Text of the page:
Nguyen, whose sister runs a sandwich shop in Albuquerque, came up with the boba-tea-like gel capsules to make colonoscopy preparation more comfortable for patients. She participated in the fall I-Corps’ cohort, turning that idea into a new product called Bubble Light.

“It can make the whole patient experience better,” Nguyen said. “We hope to sell it to doctors, clinics and pharmacies.”

Bubble Light is one of seven innovative ideas to come out of Canavan’s ABD project. All of them are now connected to the I-Corps program, including three that students pursued in the fall cohort: Bubble Light, the new wheelchair design for showers, and a foot-mat sensing device to to detect ulcers in diabetics’ feet. Another four are now enrolled in the spring cohort, including additional wheelchair design features that will include things like built-in cup holders, a specialized rack for blood vials to make blood-testing and processing easier for medical professionals, a new triage system for emergency rooms and urgent care, and a fresh twist on the Bubble Light concept to replenish depleted bacteria in people’s digestive systems.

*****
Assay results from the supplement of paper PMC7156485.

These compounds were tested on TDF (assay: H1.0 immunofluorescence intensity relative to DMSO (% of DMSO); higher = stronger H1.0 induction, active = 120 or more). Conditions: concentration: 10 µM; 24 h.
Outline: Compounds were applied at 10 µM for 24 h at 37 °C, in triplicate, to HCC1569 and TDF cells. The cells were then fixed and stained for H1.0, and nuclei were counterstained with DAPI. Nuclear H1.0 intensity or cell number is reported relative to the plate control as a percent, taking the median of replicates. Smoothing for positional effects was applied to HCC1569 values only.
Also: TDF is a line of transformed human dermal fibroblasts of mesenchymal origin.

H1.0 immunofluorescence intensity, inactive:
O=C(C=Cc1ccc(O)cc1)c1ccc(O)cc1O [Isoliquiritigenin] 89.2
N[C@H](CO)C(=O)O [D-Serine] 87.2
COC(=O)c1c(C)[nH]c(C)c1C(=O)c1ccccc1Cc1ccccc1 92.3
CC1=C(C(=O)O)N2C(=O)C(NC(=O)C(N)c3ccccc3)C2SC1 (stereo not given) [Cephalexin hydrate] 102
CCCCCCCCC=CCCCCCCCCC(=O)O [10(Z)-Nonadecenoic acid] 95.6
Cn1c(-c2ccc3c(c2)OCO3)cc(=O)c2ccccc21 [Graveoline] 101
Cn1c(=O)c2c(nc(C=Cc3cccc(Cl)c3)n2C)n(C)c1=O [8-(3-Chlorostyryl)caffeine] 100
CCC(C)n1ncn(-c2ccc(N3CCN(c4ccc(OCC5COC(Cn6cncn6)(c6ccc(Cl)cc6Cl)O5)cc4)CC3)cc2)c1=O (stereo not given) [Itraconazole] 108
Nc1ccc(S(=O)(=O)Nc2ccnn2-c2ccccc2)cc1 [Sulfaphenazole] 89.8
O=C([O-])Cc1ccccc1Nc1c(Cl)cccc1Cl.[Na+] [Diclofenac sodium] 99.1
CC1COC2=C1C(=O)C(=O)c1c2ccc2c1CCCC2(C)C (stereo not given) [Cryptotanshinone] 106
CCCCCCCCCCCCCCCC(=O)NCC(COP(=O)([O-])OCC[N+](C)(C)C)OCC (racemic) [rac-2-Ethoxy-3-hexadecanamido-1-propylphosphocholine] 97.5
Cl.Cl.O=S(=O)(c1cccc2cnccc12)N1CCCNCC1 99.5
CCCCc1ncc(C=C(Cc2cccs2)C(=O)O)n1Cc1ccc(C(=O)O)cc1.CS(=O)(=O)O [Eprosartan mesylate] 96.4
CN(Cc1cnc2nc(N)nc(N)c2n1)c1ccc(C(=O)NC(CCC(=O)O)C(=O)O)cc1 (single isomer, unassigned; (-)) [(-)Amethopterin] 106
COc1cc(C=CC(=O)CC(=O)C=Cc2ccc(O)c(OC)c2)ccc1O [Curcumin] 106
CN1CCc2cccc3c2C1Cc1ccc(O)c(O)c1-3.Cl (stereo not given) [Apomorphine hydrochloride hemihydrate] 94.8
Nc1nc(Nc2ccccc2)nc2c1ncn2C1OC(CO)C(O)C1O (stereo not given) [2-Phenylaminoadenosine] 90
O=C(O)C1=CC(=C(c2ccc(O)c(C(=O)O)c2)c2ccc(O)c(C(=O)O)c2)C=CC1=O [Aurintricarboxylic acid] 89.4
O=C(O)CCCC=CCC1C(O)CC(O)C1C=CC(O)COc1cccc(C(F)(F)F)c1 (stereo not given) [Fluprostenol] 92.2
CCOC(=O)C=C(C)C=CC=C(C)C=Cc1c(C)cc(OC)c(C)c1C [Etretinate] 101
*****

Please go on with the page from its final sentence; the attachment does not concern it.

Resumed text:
During the five-year life of the NSF grant, more than 100 student teams are expected to participate in the I-Corps program.